1. SMTP Mailer
  2. iThemes Security Pro
  3. Customize WordPress Login Page
  4. All-In-One-Intranet
  5. Advanced Sidebar Menu and Advanced Sidebar Menu Pro
  6. Breadcrumb
  7. Comet Cache
  8. Swifty Page Manager
  9. Advanced Access Manager
  10. Google Analytics Dashboard for WP
  11. Smooth Scroll Page Up/Down Buttons
  12. Page-List
  13. WP Edit
  14. Enlighter – Customizable Syntax Highlighter
  15. Optimize Database after Deleting Revisions
  16. Akismet Anti-Spam
  17. WP Security Audit Log
  18. Remove Dashboard Access

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Choosing WordPress Plugins

Another post in our series on Creating Azure (hosted) WordPress Websites without knowing PHP or MySql!

Plugins are PHP scripts or small software apps that can be uploaded and installed on a WordPress website to extend and expand the functionality of the WordPress site, without having to know how to change the core code and learn PHP. WordPress was designed to be extended by plugins – modular programs that add functionality to a WordPress website. There are more than 40,000 free Plugins available on WordPress.org and thousands of Premium (not free) plugins that will deliver just about anything you want to add to your website.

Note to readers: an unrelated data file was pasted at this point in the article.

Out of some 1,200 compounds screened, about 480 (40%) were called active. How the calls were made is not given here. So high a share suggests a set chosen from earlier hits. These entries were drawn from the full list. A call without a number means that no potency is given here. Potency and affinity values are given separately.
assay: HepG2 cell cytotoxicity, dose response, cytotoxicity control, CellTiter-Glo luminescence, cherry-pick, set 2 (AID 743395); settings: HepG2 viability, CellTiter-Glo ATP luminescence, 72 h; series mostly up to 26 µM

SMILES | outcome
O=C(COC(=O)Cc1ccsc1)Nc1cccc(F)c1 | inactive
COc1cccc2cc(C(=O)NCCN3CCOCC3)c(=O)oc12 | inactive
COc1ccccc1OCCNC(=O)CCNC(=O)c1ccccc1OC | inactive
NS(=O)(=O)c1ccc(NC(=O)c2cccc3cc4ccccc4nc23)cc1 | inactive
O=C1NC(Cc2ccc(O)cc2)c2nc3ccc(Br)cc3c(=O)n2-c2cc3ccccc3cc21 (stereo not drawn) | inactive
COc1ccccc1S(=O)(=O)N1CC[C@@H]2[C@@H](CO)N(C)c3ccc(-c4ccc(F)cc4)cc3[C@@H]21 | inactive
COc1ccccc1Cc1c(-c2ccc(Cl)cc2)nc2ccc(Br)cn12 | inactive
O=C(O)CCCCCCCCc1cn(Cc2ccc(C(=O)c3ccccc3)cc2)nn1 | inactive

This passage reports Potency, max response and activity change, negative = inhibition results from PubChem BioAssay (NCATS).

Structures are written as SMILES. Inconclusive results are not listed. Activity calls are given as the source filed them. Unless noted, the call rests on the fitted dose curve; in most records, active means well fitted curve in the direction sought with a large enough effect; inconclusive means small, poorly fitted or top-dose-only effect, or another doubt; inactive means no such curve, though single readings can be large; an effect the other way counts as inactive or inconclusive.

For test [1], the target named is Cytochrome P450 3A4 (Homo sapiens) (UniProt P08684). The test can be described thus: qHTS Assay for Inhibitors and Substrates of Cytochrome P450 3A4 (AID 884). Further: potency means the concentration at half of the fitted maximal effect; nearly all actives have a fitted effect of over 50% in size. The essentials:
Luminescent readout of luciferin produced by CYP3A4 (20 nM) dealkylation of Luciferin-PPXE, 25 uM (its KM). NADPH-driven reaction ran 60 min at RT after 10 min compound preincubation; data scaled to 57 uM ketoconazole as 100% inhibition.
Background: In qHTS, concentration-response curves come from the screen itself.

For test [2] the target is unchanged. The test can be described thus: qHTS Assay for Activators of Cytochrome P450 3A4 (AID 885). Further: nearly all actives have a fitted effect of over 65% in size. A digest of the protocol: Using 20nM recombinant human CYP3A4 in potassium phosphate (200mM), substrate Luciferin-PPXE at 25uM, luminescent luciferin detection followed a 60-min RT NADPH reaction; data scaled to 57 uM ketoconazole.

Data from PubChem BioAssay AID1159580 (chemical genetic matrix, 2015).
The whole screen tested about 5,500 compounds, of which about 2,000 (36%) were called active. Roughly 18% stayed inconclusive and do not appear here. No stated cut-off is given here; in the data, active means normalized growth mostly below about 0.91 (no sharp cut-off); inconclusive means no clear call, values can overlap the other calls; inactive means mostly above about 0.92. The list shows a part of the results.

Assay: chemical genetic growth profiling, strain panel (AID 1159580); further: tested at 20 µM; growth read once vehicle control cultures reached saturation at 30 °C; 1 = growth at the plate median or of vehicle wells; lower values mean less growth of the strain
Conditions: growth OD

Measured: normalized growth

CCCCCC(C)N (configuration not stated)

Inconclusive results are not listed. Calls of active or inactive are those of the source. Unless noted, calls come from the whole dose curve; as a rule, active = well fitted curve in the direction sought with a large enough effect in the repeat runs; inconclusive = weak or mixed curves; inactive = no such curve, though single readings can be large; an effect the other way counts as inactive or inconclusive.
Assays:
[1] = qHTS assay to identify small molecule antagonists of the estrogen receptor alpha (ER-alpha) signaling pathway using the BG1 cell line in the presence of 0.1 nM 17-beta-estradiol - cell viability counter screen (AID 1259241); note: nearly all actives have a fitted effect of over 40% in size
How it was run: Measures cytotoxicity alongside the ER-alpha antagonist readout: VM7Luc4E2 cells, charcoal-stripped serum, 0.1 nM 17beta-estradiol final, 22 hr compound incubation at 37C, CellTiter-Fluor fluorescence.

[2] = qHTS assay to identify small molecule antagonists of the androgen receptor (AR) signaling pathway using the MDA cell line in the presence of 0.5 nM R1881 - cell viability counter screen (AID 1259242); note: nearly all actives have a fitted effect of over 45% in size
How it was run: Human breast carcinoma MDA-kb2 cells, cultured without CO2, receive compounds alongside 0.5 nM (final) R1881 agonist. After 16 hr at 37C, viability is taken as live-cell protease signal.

For us, that means that we don’t have to learn PHP to add the specific functionality that we need on our custom websites – we just need to find the ‘right’ plugins. The caution in using plugins, is that they must be updated and tested for the latest WordPress platform version, play well with your website’s theme and other plugins you’re using, not slow down your website, nor contain ‘infecting’ code to cause security breaches.